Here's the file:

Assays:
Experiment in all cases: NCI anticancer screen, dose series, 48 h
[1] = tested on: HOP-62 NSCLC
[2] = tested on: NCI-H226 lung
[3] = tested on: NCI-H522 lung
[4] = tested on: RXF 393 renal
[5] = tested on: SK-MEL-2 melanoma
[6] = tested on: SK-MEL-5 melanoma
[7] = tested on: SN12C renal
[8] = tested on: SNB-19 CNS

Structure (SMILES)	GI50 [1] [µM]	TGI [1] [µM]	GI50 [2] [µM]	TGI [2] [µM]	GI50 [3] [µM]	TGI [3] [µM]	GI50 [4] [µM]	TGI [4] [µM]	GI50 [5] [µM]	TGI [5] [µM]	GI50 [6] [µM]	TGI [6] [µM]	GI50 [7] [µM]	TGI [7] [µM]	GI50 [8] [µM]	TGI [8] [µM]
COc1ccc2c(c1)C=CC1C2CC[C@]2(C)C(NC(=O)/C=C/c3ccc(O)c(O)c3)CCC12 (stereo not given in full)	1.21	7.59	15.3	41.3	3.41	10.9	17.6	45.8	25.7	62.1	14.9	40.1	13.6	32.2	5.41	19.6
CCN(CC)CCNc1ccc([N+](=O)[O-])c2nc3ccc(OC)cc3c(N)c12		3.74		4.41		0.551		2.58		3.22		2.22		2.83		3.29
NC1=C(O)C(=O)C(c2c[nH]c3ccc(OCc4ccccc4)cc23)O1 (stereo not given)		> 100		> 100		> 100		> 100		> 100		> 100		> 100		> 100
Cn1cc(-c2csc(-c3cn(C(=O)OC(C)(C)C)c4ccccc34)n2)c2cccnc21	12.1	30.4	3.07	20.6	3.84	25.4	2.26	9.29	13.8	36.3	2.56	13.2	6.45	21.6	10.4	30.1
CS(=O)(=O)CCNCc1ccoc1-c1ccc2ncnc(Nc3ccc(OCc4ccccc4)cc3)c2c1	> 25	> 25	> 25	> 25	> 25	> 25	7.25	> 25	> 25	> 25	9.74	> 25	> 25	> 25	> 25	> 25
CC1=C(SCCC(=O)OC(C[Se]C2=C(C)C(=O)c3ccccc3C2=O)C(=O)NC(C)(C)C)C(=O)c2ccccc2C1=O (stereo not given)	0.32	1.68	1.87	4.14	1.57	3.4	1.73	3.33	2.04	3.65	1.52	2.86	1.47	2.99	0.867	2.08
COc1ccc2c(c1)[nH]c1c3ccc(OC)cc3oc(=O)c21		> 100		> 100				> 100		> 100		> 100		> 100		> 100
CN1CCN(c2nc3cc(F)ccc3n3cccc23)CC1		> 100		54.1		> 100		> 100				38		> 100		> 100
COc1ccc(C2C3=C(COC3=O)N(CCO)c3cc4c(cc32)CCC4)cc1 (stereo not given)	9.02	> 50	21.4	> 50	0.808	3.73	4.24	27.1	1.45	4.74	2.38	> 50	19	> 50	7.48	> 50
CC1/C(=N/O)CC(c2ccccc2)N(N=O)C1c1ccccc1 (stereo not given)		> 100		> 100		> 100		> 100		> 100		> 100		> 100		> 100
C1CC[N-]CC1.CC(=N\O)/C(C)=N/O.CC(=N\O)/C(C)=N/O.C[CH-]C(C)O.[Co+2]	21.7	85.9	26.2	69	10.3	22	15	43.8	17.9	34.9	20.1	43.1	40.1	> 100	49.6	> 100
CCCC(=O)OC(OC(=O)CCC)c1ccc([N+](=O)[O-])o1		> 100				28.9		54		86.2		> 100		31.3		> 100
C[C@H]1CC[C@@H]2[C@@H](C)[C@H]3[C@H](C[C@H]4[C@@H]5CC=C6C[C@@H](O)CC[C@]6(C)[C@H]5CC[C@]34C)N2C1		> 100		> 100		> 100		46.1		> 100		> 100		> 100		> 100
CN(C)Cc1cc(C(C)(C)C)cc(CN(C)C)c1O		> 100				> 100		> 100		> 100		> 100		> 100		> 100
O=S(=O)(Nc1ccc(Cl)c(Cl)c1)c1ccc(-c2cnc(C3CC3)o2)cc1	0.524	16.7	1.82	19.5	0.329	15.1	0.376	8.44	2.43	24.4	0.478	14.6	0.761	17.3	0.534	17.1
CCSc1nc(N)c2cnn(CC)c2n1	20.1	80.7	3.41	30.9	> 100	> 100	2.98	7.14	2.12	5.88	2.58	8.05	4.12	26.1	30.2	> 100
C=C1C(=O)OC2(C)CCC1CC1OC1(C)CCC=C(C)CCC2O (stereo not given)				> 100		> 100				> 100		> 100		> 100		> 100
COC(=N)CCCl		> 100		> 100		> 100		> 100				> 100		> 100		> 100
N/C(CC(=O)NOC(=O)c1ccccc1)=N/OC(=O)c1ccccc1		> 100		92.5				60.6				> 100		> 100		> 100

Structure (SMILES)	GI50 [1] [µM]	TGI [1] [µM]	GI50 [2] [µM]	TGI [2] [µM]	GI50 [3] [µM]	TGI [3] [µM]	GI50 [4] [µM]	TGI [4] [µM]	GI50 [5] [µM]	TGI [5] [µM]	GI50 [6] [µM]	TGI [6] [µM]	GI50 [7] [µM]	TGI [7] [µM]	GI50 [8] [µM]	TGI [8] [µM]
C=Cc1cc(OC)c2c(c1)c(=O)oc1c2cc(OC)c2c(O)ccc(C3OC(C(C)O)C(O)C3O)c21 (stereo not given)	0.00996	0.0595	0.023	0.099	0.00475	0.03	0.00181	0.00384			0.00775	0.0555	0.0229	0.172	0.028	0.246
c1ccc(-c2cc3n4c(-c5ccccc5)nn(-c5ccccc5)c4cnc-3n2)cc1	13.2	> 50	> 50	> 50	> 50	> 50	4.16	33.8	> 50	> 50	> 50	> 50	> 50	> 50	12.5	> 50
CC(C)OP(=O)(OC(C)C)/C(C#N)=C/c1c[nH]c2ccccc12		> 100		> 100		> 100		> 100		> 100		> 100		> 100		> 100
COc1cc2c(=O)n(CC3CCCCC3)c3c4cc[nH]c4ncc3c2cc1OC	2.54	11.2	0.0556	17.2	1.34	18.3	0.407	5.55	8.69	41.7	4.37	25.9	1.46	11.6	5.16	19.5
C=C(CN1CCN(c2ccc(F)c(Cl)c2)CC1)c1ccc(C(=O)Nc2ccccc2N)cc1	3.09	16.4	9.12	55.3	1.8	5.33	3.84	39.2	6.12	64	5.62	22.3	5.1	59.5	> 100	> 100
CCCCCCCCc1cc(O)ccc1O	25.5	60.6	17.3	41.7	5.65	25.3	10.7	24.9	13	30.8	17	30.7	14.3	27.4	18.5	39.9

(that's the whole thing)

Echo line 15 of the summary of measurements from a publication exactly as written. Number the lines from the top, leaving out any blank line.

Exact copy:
Cn1cc(-c2csc(-c3cn(C(=O)OC(C)(C)C)c4ccccc34)n2)c2cccnc21	12.1	30.4	3.07	20.6	3.84	25.4	2.26	9.29	13.8	36.3	2.56	13.2	6.45	21.6	10.4	30.1